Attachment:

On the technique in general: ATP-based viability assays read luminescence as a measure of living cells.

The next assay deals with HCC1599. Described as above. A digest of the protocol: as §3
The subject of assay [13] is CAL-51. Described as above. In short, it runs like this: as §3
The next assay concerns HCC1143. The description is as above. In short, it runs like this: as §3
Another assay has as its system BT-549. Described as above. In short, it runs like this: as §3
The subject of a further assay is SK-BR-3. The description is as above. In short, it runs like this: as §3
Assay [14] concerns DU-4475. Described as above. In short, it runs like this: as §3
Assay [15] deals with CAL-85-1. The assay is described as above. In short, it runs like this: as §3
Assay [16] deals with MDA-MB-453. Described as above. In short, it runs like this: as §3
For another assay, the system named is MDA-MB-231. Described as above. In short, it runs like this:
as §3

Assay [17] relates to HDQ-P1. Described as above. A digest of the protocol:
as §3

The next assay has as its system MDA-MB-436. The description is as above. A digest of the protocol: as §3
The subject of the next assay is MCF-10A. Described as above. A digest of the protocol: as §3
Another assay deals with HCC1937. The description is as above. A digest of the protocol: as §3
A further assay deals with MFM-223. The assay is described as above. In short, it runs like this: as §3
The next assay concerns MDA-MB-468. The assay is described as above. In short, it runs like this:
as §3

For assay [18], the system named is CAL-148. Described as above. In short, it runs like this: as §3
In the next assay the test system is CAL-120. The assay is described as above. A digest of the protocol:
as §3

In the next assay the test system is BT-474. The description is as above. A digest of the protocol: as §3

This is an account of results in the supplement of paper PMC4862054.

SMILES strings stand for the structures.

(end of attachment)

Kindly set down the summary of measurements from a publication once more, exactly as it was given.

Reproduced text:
On the technique in general: ATP-based viability assays read luminescence as a measure of living cells.

The next assay deals with HCC1599. Described as above. A digest of the protocol: as §3
The subject of assay [13] is CAL-51. Described as above. In short, it runs like this: as §3
The next assay concerns HCC1143. The description is as above. In short, it runs like this: as §3
Another assay has as its system BT-549. Described as above. In short, it runs like this: as §3
The subject of a further assay is SK-BR-3. The description is as above. In short, it runs like this: as §3
Assay [14] concerns DU-4475. Described as above. In short, it runs like this: as §3
Assay [15] deals with CAL-85-1. The assay is described as above. In short, it runs like this: as §3
Assay [16] deals with MDA-MB-453. Described as above. In short, it runs like this: as §3
For another assay, the system named is MDA-MB-231. Described as above. In short, it runs like this:
as §3

Assay [17] relates to HDQ-P1. Described as above. A digest of the protocol:
as §3

The next assay has as its system MDA-MB-436. The description is as above. A digest of the protocol: as §3
The subject of the next assay is MCF-10A. Described as above. A digest of the protocol: as §3
Another assay deals with HCC1937. The description is as above. A digest of the protocol: as §3
A further assay deals with MFM-223. The assay is described as above. In short, it runs like this: as §3
The next assay concerns MDA-MB-468. The assay is described as above. In short, it runs like this:
as §3

For assay [18], the system named is CAL-148. Described as above. In short, it runs like this: as §3
In the next assay the test system is CAL-120. The assay is described as above. A digest of the protocol:
as §3

In the next assay the test system is BT-474. The description is as above. A digest of the protocol: as §3

This is an account of results in the supplement of paper PMC4862054.

SMILES strings stand for the structures.